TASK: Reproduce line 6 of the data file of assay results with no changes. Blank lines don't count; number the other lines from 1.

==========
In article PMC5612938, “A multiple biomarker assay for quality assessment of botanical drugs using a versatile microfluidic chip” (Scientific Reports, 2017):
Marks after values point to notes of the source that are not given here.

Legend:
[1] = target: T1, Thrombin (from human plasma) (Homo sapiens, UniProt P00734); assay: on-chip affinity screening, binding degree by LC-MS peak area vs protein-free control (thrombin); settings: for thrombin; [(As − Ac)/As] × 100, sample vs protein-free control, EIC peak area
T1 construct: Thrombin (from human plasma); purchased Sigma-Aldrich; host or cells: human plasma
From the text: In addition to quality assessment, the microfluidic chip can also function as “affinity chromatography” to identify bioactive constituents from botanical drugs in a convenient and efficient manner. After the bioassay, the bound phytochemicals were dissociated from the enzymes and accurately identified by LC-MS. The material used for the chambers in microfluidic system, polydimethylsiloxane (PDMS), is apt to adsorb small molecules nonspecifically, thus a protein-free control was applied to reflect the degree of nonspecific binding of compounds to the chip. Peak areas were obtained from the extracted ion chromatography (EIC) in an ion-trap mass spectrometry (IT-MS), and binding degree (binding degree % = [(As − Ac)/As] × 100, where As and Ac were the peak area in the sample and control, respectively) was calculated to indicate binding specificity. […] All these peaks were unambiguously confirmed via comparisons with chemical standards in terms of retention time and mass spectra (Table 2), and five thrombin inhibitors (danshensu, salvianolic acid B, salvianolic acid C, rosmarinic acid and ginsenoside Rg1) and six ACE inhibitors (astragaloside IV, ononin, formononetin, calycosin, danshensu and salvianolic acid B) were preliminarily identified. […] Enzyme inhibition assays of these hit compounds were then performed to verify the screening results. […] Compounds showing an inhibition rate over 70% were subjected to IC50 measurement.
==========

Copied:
From the text: In addition to quality assessment, the microfluidic chip can also function as “affinity chromatography” to identify bioactive constituents from botanical drugs in a convenient and efficient manner. After the bioassay, the bound phytochemicals were dissociated from the enzymes and accurately identified by LC-MS. The material used for the chambers in microfluidic system, polydimethylsiloxane (PDMS), is apt to adsorb small molecules nonspecifically, thus a protein-free control was applied to reflect the degree of nonspecific binding of compounds to the chip. Peak areas were obtained from the extracted ion chromatography (EIC) in an ion-trap mass spectrometry (IT-MS), and binding degree (binding degree % = [(As − Ac)/As] × 100, where As and Ac were the peak area in the sample and control, respectively) was calculated to indicate binding specificity. […] All these peaks were unambiguously confirmed via comparisons with chemical standards in terms of retention time and mass spectra (Table 2), and five thrombin inhibitors (danshensu, salvianolic acid B, salvianolic acid C, rosmarinic acid and ginsenoside Rg1) and six ACE inhibitors (astragaloside IV, ononin, formononetin, calycosin, danshensu and salvianolic acid B) were preliminarily identified. […] Enzyme inhibition assays of these hit compounds were then performed to verify the screening results. […] Compounds showing an inhibition rate over 70% were subjected to IC50 measurement.